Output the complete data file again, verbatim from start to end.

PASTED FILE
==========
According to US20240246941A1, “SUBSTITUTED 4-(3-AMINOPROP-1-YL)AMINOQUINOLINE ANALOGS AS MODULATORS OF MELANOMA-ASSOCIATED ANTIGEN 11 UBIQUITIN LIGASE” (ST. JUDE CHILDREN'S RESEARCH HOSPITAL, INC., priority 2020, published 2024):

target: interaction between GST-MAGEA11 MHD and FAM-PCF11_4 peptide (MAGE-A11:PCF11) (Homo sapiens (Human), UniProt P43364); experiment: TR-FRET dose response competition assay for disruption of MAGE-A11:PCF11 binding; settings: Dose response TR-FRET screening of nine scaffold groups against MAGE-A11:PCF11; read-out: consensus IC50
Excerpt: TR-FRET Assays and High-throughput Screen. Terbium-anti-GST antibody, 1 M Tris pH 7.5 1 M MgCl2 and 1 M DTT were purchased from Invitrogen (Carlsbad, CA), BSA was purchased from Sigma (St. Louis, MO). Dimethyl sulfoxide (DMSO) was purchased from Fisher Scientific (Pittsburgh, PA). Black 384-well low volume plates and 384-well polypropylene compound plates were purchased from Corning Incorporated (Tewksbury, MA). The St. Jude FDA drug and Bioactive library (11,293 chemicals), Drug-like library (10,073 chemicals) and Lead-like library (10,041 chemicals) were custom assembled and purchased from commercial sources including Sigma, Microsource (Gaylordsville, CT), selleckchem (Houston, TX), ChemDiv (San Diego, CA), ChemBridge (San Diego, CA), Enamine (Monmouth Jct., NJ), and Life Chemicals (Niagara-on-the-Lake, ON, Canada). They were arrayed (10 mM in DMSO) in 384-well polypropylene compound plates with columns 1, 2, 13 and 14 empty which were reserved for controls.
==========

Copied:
According to US20240246941A1, “SUBSTITUTED 4-(3-AMINOPROP-1-YL)AMINOQUINOLINE ANALOGS AS MODULATORS OF MELANOMA-ASSOCIATED ANTIGEN 11 UBIQUITIN LIGASE” (ST. JUDE CHILDREN'S RESEARCH HOSPITAL, INC., priority 2020, published 2024):

target: interaction between GST-MAGEA11 MHD and FAM-PCF11_4 peptide (MAGE-A11:PCF11) (Homo sapiens (Human), UniProt P43364); experiment: TR-FRET dose response competition assay for disruption of MAGE-A11:PCF11 binding; settings: Dose response TR-FRET screening of nine scaffold groups against MAGE-A11:PCF11; read-out: consensus IC50
Excerpt: TR-FRET Assays and High-throughput Screen. Terbium-anti-GST antibody, 1 M Tris pH 7.5 1 M MgCl2 and 1 M DTT were purchased from Invitrogen (Carlsbad, CA), BSA was purchased from Sigma (St. Louis, MO). Dimethyl sulfoxide (DMSO) was purchased from Fisher Scientific (Pittsburgh, PA). Black 384-well low volume plates and 384-well polypropylene compound plates were purchased from Corning Incorporated (Tewksbury, MA). The St. Jude FDA drug and Bioactive library (11,293 chemicals), Drug-like library (10,073 chemicals) and Lead-like library (10,041 chemicals) were custom assembled and purchased from commercial sources including Sigma, Microsource (Gaylordsville, CT), selleckchem (Houston, TX), ChemDiv (San Diego, CA), ChemBridge (San Diego, CA), Enamine (Monmouth Jct., NJ), and Life Chemicals (Niagara-on-the-Lake, ON, Canada). They were arrayed (10 mM in DMSO) in 384-well polypropylene compound plates with columns 1, 2, 13 and 14 empty which were reserved for controls.